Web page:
Signs of Sex Addiction


Transgender Counselling Sydney And Online::Sex Addiction

Transgenderism is NOT sexual addiction. However, individuals may be at risk of developing sexual addiction, with no difference to other communities.

Transgender refers to male-to-female (MtF), or female-to-male (FtM), and is a general term applied to persons who vary from traditional gender roles. Transgender is a brain state of sexual identity, and is typically not matching one’s birth gender. Transgender persons identify with sexual orientations as common in general society, heterosexual, homosexual, bisexual, fluid, or asexual.

A person’s gender is usually assigned at birth, based on the female or male genitalia. Most individual’s development will match their birth-assigned gender, also referred to as ‘cisgender’, but in some cases, brain development shifts to the opposite gender direction. A transgender person may be male bodied, but is an emotional female, and verse visa, a transgender person may present in a female body, but the brain determines an emotional male.

Transgender may appear on a continuum scale anywhere between the more male predominant, and the more female predominant characteristics.   


The term transsexual originates from the medical and psychological profession, and was first defined by Harry Benjamin, who invented the ‘Benjamin scale’, measuring intensities of transsexualism.


Many transgender or transsexual persons desire to transition to their chosen gender, and want to be addressed and identified as a man, or as a woman. Sexual reassignment surgery (SRS), and hormone therapies are available. Careful consideration should be given, as certain health risks may apply.

Some transgender persons want to continue with being addressed as transgender, and remember their life prior transitioning.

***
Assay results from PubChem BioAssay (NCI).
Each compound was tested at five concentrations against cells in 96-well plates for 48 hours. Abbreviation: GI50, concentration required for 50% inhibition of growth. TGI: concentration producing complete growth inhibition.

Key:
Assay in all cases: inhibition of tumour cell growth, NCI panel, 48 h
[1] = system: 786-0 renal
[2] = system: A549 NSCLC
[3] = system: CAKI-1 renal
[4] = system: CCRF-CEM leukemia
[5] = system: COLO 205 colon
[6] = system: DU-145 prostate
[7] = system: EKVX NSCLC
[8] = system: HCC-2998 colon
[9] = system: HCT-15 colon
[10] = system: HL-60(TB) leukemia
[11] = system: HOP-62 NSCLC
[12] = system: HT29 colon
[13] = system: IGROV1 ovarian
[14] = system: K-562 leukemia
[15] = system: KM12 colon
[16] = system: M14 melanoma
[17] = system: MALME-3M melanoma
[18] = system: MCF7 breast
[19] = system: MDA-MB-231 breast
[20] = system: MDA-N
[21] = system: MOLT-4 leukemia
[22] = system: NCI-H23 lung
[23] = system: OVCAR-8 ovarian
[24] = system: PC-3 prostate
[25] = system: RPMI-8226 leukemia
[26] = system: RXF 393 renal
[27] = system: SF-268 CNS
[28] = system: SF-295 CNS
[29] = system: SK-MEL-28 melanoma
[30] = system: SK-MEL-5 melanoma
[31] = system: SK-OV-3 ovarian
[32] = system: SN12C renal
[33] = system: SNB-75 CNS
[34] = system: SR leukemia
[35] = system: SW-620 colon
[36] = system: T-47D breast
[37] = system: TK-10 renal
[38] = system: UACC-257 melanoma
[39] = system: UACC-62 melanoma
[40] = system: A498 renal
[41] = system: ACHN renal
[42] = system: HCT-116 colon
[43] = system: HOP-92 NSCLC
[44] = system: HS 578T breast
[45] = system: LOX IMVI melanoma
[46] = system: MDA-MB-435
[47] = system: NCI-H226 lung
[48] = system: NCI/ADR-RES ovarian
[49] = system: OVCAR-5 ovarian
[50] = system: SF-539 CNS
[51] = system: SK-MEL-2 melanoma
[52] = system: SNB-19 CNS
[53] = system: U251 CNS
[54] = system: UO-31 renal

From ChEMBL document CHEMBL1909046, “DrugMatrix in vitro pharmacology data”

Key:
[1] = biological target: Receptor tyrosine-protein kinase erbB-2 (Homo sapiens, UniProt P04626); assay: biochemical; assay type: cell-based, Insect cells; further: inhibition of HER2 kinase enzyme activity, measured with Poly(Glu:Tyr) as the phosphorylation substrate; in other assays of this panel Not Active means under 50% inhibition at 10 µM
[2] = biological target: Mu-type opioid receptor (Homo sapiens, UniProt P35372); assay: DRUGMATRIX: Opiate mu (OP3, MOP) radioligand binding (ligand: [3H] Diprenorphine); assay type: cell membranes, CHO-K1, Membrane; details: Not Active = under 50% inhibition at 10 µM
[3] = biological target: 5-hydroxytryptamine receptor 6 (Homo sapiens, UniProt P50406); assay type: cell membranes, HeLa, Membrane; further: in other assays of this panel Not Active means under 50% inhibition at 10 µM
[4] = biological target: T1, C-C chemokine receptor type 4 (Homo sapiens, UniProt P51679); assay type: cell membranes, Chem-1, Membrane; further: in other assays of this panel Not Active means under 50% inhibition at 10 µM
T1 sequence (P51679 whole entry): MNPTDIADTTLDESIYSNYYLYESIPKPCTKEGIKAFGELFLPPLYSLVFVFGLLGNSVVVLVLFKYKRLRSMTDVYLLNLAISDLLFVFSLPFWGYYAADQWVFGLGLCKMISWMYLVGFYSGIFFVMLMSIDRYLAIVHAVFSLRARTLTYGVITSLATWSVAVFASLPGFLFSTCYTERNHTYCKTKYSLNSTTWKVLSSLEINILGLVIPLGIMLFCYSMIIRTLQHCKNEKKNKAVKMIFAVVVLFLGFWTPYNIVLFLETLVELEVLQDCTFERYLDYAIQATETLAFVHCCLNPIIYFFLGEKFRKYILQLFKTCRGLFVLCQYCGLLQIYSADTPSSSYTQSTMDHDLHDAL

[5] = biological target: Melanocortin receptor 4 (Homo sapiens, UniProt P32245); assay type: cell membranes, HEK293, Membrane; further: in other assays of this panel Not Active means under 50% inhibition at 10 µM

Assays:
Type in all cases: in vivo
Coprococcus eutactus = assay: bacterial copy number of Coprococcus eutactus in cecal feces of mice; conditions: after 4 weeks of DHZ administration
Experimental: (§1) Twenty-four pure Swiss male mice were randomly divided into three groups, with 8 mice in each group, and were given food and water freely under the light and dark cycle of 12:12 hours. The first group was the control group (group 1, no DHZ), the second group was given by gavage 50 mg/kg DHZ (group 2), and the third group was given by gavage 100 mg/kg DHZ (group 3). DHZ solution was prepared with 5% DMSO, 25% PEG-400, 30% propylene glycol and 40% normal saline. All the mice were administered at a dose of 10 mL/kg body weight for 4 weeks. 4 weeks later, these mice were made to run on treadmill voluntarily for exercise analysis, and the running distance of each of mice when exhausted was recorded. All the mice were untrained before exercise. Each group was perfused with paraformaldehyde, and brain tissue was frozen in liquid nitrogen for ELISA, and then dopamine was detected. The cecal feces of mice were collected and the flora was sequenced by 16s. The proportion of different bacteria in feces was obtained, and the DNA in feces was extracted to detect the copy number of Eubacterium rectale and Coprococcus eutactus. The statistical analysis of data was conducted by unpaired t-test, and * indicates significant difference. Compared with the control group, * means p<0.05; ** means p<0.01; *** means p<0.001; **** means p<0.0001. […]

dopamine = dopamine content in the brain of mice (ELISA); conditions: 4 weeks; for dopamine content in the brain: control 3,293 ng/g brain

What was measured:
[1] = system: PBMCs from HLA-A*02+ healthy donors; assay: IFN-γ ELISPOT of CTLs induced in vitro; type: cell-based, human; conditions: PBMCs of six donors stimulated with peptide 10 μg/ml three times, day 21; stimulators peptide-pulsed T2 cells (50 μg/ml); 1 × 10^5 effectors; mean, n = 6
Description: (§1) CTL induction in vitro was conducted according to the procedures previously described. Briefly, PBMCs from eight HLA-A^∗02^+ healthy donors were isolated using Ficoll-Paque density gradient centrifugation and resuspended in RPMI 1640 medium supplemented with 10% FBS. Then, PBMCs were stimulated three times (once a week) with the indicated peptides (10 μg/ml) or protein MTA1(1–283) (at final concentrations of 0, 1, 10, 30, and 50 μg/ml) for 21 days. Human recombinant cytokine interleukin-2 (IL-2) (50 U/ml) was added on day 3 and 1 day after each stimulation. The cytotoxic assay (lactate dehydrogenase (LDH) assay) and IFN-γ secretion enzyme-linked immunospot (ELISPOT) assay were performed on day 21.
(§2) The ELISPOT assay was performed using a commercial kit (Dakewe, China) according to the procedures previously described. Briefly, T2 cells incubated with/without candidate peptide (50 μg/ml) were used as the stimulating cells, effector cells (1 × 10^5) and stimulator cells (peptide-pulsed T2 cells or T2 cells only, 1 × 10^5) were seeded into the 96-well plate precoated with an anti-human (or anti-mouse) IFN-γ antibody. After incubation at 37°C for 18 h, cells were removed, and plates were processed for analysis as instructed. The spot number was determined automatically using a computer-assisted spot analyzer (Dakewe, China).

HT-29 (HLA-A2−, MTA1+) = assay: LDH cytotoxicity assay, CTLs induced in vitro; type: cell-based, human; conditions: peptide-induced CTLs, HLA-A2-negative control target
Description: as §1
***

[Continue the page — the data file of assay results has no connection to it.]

Brain based research has repeatedly shown that female-to-male transsexuals present several male-like characteristics in their neuroanatomy. Research conducted in 2010, using MRI techniques, evidenced a shift of white matter structures in the brains of the female-to-male transsexual samples in the direction of biological males, even prior to starting hormone therapy.

Genetic studies, undertaken in 2008, attempting to explain transsexualism, and suggesting that a decrease in testosterone levels in the brain during development might result in incomplete masculinization of the brain in male-to-female transsexuals.


Intersex in humans is understood to be congenital, and involving abnormalities in chromosomal, genital, gonadal, and morphological characteristics. Intersex is a condition with atypical combinations of physical male and female features in the same person. This is usually understood to be a diversion of the typical XX-female, and XY-male presentation, with a sex reversal to the XY-female, and XX-male chromosomal order. Intersex persons may be born with ambiguous genitalia. Some individuals may have difficulty with identifying as exclusively male, or as exclusively female, and may be referred to as ‘Androgyny’.


Researchers differ in opinion and estimate 0.1% - 1.7% (Fausto-Sterling) of alive birth being intersex.

Dr. Milton Diamond, a university professor and based in Hawaii, is a distinguished leading authority in the field of gender and sexuality studies. Dr. Diamond strongly cautions against early surgery, and emphasises the importance of postponing sex reassignment surgery until the intersex person is at an age of giving informed consent, and is able to choose the gender they are most likely to adapt to. Dr. Diamond describes in his famous book ‘The “John/Joan” Case’ the devastating consequences of sex reassignment surgery on the life of a patient, who was under the age of giving informed consent, although the surgery itself was a success.


Transgender, Transsexuals, and Intersex individuals may face serious difficulties with ‘coming out’. More often than not, disclosing gender preference, sexual identity, and sexual orientation has resulted in losing family, and experiencing social discrimination, isolation, and physical violence. Other difficulties in daily life may include choosing clothing and fashion styles, hairstyles, and gender-appropriate social appearance, sexual orientation identity in the new gender, self-esteem issues, and professional development.

Please contact sex therapist and professional counsellor Heide McConkey for further information or booking a confidential consultation. Call our office during EST office hours (+61) 02 9380 4486 or email


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